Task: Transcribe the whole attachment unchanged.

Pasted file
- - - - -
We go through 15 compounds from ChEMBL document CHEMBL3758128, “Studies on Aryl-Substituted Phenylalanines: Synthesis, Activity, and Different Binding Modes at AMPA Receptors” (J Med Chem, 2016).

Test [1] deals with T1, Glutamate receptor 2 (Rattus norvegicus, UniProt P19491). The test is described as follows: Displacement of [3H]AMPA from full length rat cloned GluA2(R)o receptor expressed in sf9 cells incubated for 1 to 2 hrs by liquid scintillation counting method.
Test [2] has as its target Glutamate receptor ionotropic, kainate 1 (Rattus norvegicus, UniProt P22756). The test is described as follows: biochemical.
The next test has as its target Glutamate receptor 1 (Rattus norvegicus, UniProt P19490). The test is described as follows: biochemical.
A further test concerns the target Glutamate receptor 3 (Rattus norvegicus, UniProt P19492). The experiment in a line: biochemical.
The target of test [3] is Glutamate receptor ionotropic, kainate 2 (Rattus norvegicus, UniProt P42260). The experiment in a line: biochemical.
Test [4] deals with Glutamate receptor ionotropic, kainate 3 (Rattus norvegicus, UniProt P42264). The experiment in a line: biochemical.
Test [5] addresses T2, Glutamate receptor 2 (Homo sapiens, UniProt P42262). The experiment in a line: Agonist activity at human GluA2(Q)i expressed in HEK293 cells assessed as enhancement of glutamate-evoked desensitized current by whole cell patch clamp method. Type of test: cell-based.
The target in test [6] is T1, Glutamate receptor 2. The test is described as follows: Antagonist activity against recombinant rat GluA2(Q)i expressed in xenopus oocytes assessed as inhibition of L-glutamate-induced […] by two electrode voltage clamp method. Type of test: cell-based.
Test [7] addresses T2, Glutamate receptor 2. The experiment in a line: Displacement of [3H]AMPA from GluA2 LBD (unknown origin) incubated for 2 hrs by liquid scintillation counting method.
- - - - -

We go through 15 compounds from ChEMBL document CHEMBL3758128, “Studies on Aryl-Substituted Phenylalanines: Synthesis, Activity, and Different Binding Modes at AMPA Receptors” (J Med Chem, 2016).

Test [1] deals with T1, Glutamate receptor 2 (Rattus norvegicus, UniProt P19491). The test is described as follows: Displacement of [3H]AMPA from full length rat cloned GluA2(R)o receptor expressed in sf9 cells incubated for 1 to 2 hrs by liquid scintillation counting method.
Test [2] has as its target Glutamate receptor ionotropic, kainate 1 (Rattus norvegicus, UniProt P22756). The test is described as follows: biochemical.
The next test has as its target Glutamate receptor 1 (Rattus norvegicus, UniProt P19490). The test is described as follows: biochemical.
A further test concerns the target Glutamate receptor 3 (Rattus norvegicus, UniProt P19492). The experiment in a line: biochemical.
The target of test [3] is Glutamate receptor ionotropic, kainate 2 (Rattus norvegicus, UniProt P42260). The experiment in a line: biochemical.
Test [4] deals with Glutamate receptor ionotropic, kainate 3 (Rattus norvegicus, UniProt P42264). The experiment in a line: biochemical.
Test [5] addresses T2, Glutamate receptor 2 (Homo sapiens, UniProt P42262). The experiment in a line: Agonist activity at human GluA2(Q)i expressed in HEK293 cells assessed as enhancement of glutamate-evoked desensitized current by whole cell patch clamp method. Type of test: cell-based.
The target in test [6] is T1, Glutamate receptor 2. The test is described as follows: Antagonist activity against recombinant rat GluA2(Q)i expressed in xenopus oocytes assessed as inhibition of L-glutamate-induced […] by two electrode voltage clamp method. Type of test: cell-based.
Test [7] addresses T2, Glutamate receptor 2. The experiment in a line: Displacement of [3H]AMPA from GluA2 LBD (unknown origin) incubated for 2 hrs by liquid scintillation counting method.